While there are legitimate refinancing programs available, look out for people posing as mortgage brokers or lenders and offering to refinance your loan so you can afford the payments. The scammer presents you with “foreclosure rescue” loan documents to sign. You are told that the documents are for a refinance loan that will bring the mortgage current. What you don’t realize is that you are surrendering ownership of your home. The “loan” documents are actually deed transfer documents, and the scammer counts on your not actually reading the paperwork. Once the deed transfer is executed, you believe your home has been rescued from foreclosure for months or even years until you receive an eviction notice and discover you no longer own your home. At that point, it is often too late to do anything about the deed transfer.
Internet and Phone Scams
Some scam lenders convince you to apply for a low-interest mortgage loan on the phone or Internet. They then extract vital information, such as your social security and bank account numbers. In this scam, the loan is immediately accepted, after which you start faxing the documents and sending wire transfer payments to the phony company without even meeting the lender. Unfortunately, this scam will put you in twice as much trouble--your personal details have been stolen or sold, putting you at risk of identity theft, and your home is still at risk of foreclosure.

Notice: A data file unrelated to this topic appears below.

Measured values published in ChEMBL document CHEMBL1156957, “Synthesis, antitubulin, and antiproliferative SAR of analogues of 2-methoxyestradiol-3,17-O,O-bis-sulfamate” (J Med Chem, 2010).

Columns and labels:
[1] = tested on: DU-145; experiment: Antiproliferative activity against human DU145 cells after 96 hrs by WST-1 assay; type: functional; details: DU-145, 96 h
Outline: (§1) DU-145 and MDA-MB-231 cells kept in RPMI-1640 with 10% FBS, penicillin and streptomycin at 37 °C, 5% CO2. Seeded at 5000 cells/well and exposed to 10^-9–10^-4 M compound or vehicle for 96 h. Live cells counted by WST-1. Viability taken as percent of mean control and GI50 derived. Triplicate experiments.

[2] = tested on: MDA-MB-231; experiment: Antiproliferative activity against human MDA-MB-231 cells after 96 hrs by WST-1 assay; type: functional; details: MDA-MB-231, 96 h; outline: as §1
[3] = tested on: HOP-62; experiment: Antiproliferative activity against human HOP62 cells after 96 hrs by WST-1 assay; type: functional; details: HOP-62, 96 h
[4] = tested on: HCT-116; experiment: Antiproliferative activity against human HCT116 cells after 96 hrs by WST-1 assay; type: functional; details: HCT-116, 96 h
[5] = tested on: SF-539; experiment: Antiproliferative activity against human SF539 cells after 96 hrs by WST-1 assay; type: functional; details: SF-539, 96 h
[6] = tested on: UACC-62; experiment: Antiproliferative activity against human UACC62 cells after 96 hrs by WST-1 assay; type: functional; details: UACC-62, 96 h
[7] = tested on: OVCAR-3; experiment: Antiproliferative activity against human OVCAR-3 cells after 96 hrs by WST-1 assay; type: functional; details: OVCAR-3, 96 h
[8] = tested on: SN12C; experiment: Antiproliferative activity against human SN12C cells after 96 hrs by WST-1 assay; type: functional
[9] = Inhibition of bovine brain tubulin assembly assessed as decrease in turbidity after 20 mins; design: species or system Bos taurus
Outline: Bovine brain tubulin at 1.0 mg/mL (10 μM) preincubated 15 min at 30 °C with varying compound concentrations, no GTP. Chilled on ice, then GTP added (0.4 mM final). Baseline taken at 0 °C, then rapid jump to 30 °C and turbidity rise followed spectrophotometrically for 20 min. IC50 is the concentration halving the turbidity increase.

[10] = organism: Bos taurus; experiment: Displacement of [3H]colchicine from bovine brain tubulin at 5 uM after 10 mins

Phantom Help Scams
The scam operator presents himself as someone who is able to help a homeowner out of foreclosure or qualify for a government loan modification or refinance program. In exchange for his or her “services,” outrageous fees are charged and grand promises are made for robust representation, which never occurs. The “services” performed entail light paperwork or occasional phone calls that you could easily have made yourself. In the end, you are worse off than before, because you have little or no time to save your home, or seek other assistance.
“buyer” offers to get you out of financial trouble by promising to pay off your mortgage or give you an amount of money when the property is sold. The “buyer” may encourage you to move out quickly and deed the property to him. The “buyer” collects rent for a period of time but does not make any mortgage payments, allowing the lender or loan servicer to foreclose. Even though you’ve signed over your deed, you are still obligated to pay the loan!
You are tricked into signing over your home’s title based on the belief that you can stay in the home as a renter and be able to buy the home back over time. Unfortunately, the terms of the buy-back are impossible to meet, so you lose your home while the “rescuer” gets the equity.
A “rescuer” charges extremely high fees for phone work or paperwork that you, the borrower, could easily do yourself. None of the “rescuer’s” efforts save the home. This scam gives you a false sense of hope, preventing you from seeking qualified help. Phone Counseling Agencies — These agencies charge a fee for services you can do yourself for free. For a list of qualified housing counselors, visit http://foreclosurehelp.nv.gov/HousingCounselors.htm.
Don't Get Scamed, Get a Lawyer
He may not get you out of trouble but he will not make it worse.